Sometimes I like it a little rough. I suspect in fact that many of you do. The latest trend in modern furniture is using reclaimed and less polished materials in contrast to clean modern forms to create an interesting visual tension. Feeling the olympic spirit, UK based James Henry Austin designed a range of furniture built from salvaged sports hall flooring (that a gym floor in case you wondered). The lines are simple and often even traditional but the execution and presentation are just right to make it modern and interesting.
I'm currently wrapping up a week long vacation (two more days in Cape Cod) in which I got to spend a few days in one of my favorite cities, New York. While there I did all the usuals, walked the High Line, dinner and drinks in Brooklyn (thanks Do or Dine!) amazing corn on the cob from Cafe Habana, and of course a little shopping in SoHo.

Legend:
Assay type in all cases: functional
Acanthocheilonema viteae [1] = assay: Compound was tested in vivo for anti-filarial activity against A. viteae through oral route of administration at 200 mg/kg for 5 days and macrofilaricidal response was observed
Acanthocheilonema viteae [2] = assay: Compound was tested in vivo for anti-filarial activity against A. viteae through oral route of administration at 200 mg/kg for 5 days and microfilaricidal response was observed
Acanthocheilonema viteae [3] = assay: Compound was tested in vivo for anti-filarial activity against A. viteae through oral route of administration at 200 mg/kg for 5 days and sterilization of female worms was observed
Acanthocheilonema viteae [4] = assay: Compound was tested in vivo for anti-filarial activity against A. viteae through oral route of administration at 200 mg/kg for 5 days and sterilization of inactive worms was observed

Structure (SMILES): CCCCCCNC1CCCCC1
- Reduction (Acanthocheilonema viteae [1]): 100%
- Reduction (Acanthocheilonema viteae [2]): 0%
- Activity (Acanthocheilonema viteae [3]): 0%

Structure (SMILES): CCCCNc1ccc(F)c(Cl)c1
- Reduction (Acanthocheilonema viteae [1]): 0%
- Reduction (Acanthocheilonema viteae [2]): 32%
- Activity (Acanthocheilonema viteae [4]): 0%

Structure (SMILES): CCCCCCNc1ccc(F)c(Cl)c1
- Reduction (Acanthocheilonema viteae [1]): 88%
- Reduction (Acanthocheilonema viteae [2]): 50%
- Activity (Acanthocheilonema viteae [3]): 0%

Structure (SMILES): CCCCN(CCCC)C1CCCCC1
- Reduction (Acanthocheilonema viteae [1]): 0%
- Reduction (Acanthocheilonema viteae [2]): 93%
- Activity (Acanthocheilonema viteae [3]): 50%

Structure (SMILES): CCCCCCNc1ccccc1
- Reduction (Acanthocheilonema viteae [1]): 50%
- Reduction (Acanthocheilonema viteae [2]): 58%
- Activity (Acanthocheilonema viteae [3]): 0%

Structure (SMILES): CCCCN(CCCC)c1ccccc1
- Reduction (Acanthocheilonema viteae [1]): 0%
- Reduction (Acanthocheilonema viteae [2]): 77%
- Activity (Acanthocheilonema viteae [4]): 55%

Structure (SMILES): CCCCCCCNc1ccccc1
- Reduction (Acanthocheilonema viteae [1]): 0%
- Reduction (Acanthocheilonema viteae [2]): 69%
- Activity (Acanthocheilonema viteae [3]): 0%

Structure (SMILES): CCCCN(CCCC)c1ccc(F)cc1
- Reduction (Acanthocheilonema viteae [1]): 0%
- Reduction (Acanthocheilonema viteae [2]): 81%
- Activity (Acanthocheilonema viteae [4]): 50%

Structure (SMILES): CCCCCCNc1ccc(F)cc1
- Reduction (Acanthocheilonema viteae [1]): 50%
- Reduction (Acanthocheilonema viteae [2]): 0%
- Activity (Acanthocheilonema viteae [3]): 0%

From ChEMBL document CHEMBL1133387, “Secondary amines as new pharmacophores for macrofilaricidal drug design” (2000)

One of the best surprises was finally stumbling upon Bobby Berk Home, and the amazing Bobby Berk himself. Bobby Berk Home was a long time advertiser on Grassrootsmodern, but it's surprising how easy it is to abstract a person or place which you have no personal relationship with. I've heard great things about him from fellow bloggers Capree and Jaime and I have been Facebook friends with Bobby for a while so I knew his face. When I saw his shop I popped my head in and asked if he was around. Unfortunately he wasn't. After looking around his fantastically curated store, I was heading out just as he was coming into the store. Thankfully I recognized his face and had a chance to introduce myself and my girlfriend to him. I can now confirm that all the rumors are true. He's an amazingly nice guy, and has a great shop. If you ever find yourself around any of his 4 stores, make sure you stop and take a look. If you are in SoHo, don't be shy, ask if he's around. Oh, and of course you can check out his stores website (20% off Gus Modern this week!)